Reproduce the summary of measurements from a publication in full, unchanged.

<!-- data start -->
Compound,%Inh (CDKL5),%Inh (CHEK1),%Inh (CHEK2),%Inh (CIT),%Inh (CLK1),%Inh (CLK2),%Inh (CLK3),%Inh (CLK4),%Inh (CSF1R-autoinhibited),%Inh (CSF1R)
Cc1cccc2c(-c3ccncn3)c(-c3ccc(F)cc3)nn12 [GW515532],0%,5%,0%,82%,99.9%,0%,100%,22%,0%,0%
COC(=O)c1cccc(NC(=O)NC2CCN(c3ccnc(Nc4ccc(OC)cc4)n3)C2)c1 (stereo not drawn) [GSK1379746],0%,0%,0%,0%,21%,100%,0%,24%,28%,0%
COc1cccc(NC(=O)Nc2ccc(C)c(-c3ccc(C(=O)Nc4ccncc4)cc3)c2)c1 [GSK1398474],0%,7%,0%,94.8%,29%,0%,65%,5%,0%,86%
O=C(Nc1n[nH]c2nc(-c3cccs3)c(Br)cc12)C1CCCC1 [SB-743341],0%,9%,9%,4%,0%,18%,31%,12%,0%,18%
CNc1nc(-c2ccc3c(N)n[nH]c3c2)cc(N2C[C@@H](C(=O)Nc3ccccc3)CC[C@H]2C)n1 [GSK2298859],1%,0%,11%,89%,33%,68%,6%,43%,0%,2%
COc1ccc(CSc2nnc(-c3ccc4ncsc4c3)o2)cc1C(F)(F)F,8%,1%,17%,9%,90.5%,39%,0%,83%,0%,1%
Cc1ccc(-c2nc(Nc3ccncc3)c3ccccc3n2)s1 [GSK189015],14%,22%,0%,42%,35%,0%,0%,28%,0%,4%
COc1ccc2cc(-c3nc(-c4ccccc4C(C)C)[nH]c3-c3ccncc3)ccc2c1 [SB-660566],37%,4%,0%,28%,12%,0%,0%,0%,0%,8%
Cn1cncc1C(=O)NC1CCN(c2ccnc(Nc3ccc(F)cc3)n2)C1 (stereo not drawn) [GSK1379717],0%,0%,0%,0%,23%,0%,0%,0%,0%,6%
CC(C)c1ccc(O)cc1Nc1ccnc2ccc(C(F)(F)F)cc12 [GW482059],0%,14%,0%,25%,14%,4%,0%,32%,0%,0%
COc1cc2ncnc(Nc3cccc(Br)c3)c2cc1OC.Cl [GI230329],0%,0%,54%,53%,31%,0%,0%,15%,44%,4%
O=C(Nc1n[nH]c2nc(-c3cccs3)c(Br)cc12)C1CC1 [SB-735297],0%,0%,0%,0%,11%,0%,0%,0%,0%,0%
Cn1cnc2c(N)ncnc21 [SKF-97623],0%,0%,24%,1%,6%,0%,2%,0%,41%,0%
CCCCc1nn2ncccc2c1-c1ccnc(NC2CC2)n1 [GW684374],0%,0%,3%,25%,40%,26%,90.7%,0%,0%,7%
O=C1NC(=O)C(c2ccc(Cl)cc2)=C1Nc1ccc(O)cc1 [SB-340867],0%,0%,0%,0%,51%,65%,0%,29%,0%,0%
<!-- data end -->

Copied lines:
Compound,%Inh (CDKL5),%Inh (CHEK1),%Inh (CHEK2),%Inh (CIT),%Inh (CLK1),%Inh (CLK2),%Inh (CLK3),%Inh (CLK4),%Inh (CSF1R-autoinhibited),%Inh (CSF1R)
Cc1cccc2c(-c3ccncn3)c(-c3ccc(F)cc3)nn12 [GW515532],0%,5%,0%,82%,99.9%,0%,100%,22%,0%,0%
COC(=O)c1cccc(NC(=O)NC2CCN(c3ccnc(Nc4ccc(OC)cc4)n3)C2)c1 (stereo not drawn) [GSK1379746],0%,0%,0%,0%,21%,100%,0%,24%,28%,0%
COc1cccc(NC(=O)Nc2ccc(C)c(-c3ccc(C(=O)Nc4ccncc4)cc3)c2)c1 [GSK1398474],0%,7%,0%,94.8%,29%,0%,65%,5%,0%,86%
O=C(Nc1n[nH]c2nc(-c3cccs3)c(Br)cc12)C1CCCC1 [SB-743341],0%,9%,9%,4%,0%,18%,31%,12%,0%,18%
CNc1nc(-c2ccc3c(N)n[nH]c3c2)cc(N2C[C@@H](C(=O)Nc3ccccc3)CC[C@H]2C)n1 [GSK2298859],1%,0%,11%,89%,33%,68%,6%,43%,0%,2%
COc1ccc(CSc2nnc(-c3ccc4ncsc4c3)o2)cc1C(F)(F)F,8%,1%,17%,9%,90.5%,39%,0%,83%,0%,1%
Cc1ccc(-c2nc(Nc3ccncc3)c3ccccc3n2)s1 [GSK189015],14%,22%,0%,42%,35%,0%,0%,28%,0%,4%
COc1ccc2cc(-c3nc(-c4ccccc4C(C)C)[nH]c3-c3ccncc3)ccc2c1 [SB-660566],37%,4%,0%,28%,12%,0%,0%,0%,0%,8%
Cn1cncc1C(=O)NC1CCN(c2ccnc(Nc3ccc(F)cc3)n2)C1 (stereo not drawn) [GSK1379717],0%,0%,0%,0%,23%,0%,0%,0%,0%,6%
CC(C)c1ccc(O)cc1Nc1ccnc2ccc(C(F)(F)F)cc12 [GW482059],0%,14%,0%,25%,14%,4%,0%,32%,0%,0%
COc1cc2ncnc(Nc3cccc(Br)c3)c2cc1OC.Cl [GI230329],0%,0%,54%,53%,31%,0%,0%,15%,44%,4%
O=C(Nc1n[nH]c2nc(-c3cccs3)c(Br)cc12)C1CC1 [SB-735297],0%,0%,0%,0%,11%,0%,0%,0%,0%,0%
Cn1cnc2c(N)ncnc21 [SKF-97623],0%,0%,24%,1%,6%,0%,2%,0%,41%,0%
CCCCc1nn2ncccc2c1-c1ccnc(NC2CC2)n1 [GW684374],0%,0%,3%,25%,40%,26%,90.7%,0%,0%,7%
O=C1NC(=O)C(c2ccc(Cl)cc2)=C1Nc1ccc(O)cc1 [SB-340867],0%,0%,0%,0%,51%,65%,0%,29%,0%,0%